Copyright protection for audiovisual materials such as movies and music extend beyond physical copying to protecting when these works can be shown, played, or performed in public (including radio, television, internet streaming, and live performance).
If you wish to show a video or play music that is not your own for a public audience, mostly likely you will need to obtain a Public Performance Rights license for the specific music or video you wish to use. For example, you cannot simply show your personal copies of videos or the library’s copies to the public, with or without a charge.
It is not necessary to obtain Public Performing Rights when playing films or music in a classroom setting, as this use is covered under the educational exception in the copyright law.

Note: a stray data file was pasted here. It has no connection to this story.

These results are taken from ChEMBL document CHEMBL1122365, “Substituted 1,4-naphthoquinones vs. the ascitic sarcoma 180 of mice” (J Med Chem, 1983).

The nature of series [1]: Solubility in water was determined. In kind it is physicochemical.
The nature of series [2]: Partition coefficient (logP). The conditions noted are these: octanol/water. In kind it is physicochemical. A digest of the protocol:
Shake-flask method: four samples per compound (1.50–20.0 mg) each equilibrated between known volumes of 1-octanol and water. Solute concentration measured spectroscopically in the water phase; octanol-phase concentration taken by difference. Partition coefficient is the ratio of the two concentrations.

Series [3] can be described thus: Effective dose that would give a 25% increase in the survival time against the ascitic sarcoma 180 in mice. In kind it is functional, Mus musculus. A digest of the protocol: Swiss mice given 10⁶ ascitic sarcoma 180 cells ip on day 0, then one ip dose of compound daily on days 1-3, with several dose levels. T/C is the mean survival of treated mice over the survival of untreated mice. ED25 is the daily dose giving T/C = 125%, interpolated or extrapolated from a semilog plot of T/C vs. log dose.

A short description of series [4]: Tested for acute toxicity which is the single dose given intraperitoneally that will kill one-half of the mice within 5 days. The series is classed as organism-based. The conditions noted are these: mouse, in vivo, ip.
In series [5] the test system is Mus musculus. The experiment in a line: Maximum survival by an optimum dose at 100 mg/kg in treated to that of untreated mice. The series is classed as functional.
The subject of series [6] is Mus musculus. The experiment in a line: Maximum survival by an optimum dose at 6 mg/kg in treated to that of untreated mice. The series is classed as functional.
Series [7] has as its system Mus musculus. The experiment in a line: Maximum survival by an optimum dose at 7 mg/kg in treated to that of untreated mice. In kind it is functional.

Film: Many of the films in the Audiovisual Center, especially documentaries, are purchased with Public Performing Rights, so if you are interested in showing a film for the public, please check with the audiovisual librarian. If the library copy does not have Public Performing Rights, the audiovisual librarian may also help you find where Public Performing Rights may be purchased.
Music: Radio stations often purchase blanket public performance licenses from BMI, ASCAP, or SESAC for the underlying composition and then another blanket license for the specific sound recordings through SoundExchange. If you want to include a sound recording on a podcast or video, for example, you will need at mechanical license for each individual song; often, those rights can be obtained through the Harry Fox Agency.